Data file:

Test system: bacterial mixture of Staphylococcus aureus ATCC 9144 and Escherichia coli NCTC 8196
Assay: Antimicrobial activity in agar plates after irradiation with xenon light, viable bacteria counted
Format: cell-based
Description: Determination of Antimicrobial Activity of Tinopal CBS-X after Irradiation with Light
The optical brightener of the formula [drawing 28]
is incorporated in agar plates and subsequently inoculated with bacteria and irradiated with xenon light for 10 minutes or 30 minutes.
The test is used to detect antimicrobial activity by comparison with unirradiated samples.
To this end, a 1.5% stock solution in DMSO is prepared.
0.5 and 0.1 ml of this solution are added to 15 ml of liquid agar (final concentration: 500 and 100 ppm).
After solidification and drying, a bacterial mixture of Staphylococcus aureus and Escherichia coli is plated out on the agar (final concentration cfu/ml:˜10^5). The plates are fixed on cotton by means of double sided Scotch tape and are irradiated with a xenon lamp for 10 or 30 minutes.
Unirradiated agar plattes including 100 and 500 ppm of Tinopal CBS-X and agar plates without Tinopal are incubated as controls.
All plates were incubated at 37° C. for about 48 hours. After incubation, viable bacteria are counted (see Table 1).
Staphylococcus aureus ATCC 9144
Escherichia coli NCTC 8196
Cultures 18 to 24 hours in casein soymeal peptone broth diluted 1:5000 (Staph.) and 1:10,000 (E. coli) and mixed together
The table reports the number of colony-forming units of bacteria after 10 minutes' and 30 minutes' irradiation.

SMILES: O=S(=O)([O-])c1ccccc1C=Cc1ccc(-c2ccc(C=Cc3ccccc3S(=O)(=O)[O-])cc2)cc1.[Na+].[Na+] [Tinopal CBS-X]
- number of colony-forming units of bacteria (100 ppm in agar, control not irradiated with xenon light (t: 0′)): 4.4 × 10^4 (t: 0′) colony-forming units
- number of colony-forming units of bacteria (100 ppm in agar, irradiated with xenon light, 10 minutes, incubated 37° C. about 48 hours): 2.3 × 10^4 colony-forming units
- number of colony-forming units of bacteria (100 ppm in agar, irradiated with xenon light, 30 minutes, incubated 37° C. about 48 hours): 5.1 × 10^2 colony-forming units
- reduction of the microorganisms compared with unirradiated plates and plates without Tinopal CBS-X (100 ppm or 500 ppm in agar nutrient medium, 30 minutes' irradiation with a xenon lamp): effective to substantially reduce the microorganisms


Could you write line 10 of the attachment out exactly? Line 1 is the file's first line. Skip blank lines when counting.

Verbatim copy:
After solidification and drying, a bacterial mixture of Staphylococcus aureus and Escherichia coli is plated out on the agar (final concentration cfu/ml:˜10^5). The plates are fixed on cotton by means of double sided Scotch tape and are irradiated with a xenon lamp for 10 or 30 minutes.